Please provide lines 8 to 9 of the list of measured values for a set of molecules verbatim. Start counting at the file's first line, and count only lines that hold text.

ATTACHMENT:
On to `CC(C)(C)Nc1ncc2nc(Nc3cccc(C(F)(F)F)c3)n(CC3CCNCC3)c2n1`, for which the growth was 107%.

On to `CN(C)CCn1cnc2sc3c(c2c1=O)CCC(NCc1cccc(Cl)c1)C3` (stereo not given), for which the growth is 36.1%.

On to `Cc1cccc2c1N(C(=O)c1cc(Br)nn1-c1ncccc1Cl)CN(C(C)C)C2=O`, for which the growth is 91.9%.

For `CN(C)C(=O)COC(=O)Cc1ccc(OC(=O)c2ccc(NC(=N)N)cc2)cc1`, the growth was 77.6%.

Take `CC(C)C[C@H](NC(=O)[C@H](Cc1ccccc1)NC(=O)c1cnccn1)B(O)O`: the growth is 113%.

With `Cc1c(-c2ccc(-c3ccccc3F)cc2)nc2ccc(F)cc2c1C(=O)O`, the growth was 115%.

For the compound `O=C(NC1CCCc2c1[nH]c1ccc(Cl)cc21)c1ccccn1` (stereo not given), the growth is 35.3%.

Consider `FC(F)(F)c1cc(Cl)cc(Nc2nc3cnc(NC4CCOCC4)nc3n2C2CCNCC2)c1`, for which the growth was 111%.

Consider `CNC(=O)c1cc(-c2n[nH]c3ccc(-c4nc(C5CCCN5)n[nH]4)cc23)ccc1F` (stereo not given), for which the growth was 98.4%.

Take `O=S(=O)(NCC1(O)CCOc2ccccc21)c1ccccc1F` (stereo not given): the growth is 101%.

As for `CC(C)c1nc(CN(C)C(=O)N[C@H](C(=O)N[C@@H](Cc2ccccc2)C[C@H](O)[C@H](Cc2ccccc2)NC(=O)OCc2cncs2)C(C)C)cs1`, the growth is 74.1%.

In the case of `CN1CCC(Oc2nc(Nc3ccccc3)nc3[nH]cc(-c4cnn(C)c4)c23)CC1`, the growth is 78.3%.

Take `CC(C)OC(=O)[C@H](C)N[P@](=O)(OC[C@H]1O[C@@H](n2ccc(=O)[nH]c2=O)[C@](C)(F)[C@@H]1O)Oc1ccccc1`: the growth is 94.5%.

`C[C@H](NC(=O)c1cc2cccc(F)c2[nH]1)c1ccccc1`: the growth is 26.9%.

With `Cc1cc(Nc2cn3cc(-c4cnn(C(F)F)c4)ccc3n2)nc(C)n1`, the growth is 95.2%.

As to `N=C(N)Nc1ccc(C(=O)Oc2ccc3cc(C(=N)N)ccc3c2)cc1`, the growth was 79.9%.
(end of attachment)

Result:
Consider `FC(F)(F)c1cc(Cl)cc(Nc2nc3cnc(NC4CCOCC4)nc3n2C2CCNCC2)c1`, for which the growth was 111%.

Consider `CNC(=O)c1cc(-c2n[nH]c3ccc(-c4nc(C5CCCN5)n[nH]4)cc23)ccc1F` (stereo not given), for which the growth was 98.4%.